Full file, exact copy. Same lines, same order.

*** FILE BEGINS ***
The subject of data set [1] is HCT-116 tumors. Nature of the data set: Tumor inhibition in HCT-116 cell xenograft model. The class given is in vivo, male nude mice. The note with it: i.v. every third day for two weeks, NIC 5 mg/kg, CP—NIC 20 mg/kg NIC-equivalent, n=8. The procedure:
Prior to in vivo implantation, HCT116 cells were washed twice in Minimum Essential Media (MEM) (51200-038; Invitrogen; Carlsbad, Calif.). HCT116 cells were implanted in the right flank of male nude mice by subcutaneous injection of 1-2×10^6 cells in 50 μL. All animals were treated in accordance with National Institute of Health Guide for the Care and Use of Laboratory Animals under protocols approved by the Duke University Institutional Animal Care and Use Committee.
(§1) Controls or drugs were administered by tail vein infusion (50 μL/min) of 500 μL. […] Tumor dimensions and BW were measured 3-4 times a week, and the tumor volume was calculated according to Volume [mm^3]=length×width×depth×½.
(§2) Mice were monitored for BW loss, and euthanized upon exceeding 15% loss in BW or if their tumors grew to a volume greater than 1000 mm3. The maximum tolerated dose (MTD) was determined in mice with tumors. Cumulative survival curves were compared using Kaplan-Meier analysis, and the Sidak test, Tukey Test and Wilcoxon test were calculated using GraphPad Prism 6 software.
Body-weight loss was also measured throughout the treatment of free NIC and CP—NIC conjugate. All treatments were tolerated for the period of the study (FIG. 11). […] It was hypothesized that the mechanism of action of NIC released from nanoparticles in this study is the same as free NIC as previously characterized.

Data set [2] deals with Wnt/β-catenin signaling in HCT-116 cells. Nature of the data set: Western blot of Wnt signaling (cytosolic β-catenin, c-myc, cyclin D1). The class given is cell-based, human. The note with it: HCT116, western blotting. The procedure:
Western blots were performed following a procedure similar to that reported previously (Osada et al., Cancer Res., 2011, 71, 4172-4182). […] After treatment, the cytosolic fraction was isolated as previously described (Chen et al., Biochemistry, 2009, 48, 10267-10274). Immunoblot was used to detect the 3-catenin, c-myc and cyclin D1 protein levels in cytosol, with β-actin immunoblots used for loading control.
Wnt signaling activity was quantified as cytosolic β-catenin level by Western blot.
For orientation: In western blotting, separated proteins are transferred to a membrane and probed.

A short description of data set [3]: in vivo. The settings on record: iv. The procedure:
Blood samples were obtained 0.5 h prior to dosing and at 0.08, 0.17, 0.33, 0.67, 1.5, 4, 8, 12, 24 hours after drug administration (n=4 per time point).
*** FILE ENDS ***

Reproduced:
The subject of data set [1] is HCT-116 tumors. Nature of the data set: Tumor inhibition in HCT-116 cell xenograft model. The class given is in vivo, male nude mice. The note with it: i.v. every third day for two weeks, NIC 5 mg/kg, CP—NIC 20 mg/kg NIC-equivalent, n=8. The procedure:
Prior to in vivo implantation, HCT116 cells were washed twice in Minimum Essential Media (MEM) (51200-038; Invitrogen; Carlsbad, Calif.). HCT116 cells were implanted in the right flank of male nude mice by subcutaneous injection of 1-2×10^6 cells in 50 μL. All animals were treated in accordance with National Institute of Health Guide for the Care and Use of Laboratory Animals under protocols approved by the Duke University Institutional Animal Care and Use Committee.
(§1) Controls or drugs were administered by tail vein infusion (50 μL/min) of 500 μL. […] Tumor dimensions and BW were measured 3-4 times a week, and the tumor volume was calculated according to Volume [mm^3]=length×width×depth×½.
(§2) Mice were monitored for BW loss, and euthanized upon exceeding 15% loss in BW or if their tumors grew to a volume greater than 1000 mm3. The maximum tolerated dose (MTD) was determined in mice with tumors. Cumulative survival curves were compared using Kaplan-Meier analysis, and the Sidak test, Tukey Test and Wilcoxon test were calculated using GraphPad Prism 6 software.
Body-weight loss was also measured throughout the treatment of free NIC and CP—NIC conjugate. All treatments were tolerated for the period of the study (FIG. 11). […] It was hypothesized that the mechanism of action of NIC released from nanoparticles in this study is the same as free NIC as previously characterized.

Data set [2] deals with Wnt/β-catenin signaling in HCT-116 cells. Nature of the data set: Western blot of Wnt signaling (cytosolic β-catenin, c-myc, cyclin D1). The class given is cell-based, human. The note with it: HCT116, western blotting. The procedure:
Western blots were performed following a procedure similar to that reported previously (Osada et al., Cancer Res., 2011, 71, 4172-4182). […] After treatment, the cytosolic fraction was isolated as previously described (Chen et al., Biochemistry, 2009, 48, 10267-10274). Immunoblot was used to detect the 3-catenin, c-myc and cyclin D1 protein levels in cytosol, with β-actin immunoblots used for loading control.
Wnt signaling activity was quantified as cytosolic β-catenin level by Western blot.
For orientation: In western blotting, separated proteins are transferred to a membrane and probed.

A short description of data set [3]: in vivo. The settings on record: iv. The procedure:
Blood samples were obtained 0.5 h prior to dosing and at 0.08, 0.17, 0.33, 0.67, 1.5, 4, 8, 12, 24 hours after drug administration (n=4 per time point).